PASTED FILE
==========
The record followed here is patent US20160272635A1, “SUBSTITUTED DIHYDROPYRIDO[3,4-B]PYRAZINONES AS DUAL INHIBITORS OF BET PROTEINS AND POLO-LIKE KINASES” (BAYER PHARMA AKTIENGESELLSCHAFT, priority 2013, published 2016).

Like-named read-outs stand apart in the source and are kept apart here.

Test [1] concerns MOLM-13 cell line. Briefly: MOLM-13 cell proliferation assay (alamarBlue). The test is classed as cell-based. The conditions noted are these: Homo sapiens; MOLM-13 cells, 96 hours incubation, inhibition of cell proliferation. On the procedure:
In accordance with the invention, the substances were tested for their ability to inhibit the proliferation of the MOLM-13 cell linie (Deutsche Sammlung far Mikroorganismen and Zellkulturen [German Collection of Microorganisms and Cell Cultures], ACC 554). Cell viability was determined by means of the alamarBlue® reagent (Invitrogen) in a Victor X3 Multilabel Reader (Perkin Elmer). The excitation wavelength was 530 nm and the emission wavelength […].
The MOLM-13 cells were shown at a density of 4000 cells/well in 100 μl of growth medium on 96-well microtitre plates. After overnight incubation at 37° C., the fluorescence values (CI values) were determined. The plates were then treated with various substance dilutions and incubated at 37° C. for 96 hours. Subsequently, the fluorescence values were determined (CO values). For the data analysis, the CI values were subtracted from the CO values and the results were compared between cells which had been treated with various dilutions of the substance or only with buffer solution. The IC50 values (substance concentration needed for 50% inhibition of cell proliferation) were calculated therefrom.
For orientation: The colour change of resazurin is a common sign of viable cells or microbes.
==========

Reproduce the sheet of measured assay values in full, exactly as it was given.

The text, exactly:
The record followed here is patent US20160272635A1, “SUBSTITUTED DIHYDROPYRIDO[3,4-B]PYRAZINONES AS DUAL INHIBITORS OF BET PROTEINS AND POLO-LIKE KINASES” (BAYER PHARMA AKTIENGESELLSCHAFT, priority 2013, published 2016).

Like-named read-outs stand apart in the source and are kept apart here.

Test [1] concerns MOLM-13 cell line. Briefly: MOLM-13 cell proliferation assay (alamarBlue). The test is classed as cell-based. The conditions noted are these: Homo sapiens; MOLM-13 cells, 96 hours incubation, inhibition of cell proliferation. On the procedure:
In accordance with the invention, the substances were tested for their ability to inhibit the proliferation of the MOLM-13 cell linie (Deutsche Sammlung far Mikroorganismen and Zellkulturen [German Collection of Microorganisms and Cell Cultures], ACC 554). Cell viability was determined by means of the alamarBlue® reagent (Invitrogen) in a Victor X3 Multilabel Reader (Perkin Elmer). The excitation wavelength was 530 nm and the emission wavelength […].
The MOLM-13 cells were shown at a density of 4000 cells/well in 100 μl of growth medium on 96-well microtitre plates. After overnight incubation at 37° C., the fluorescence values (CI values) were determined. The plates were then treated with various substance dilutions and incubated at 37° C. for 96 hours. Subsequently, the fluorescence values were determined (CO values). For the data analysis, the CI values were subtracted from the CO values and the results were compared between cells which had been treated with various dilutions of the substance or only with buffer solution. The IC50 values (substance concentration needed for 50% inhibition of cell proliferation) were calculated therefrom.
For orientation: The colour change of resazurin is a common sign of viable cells or microbes.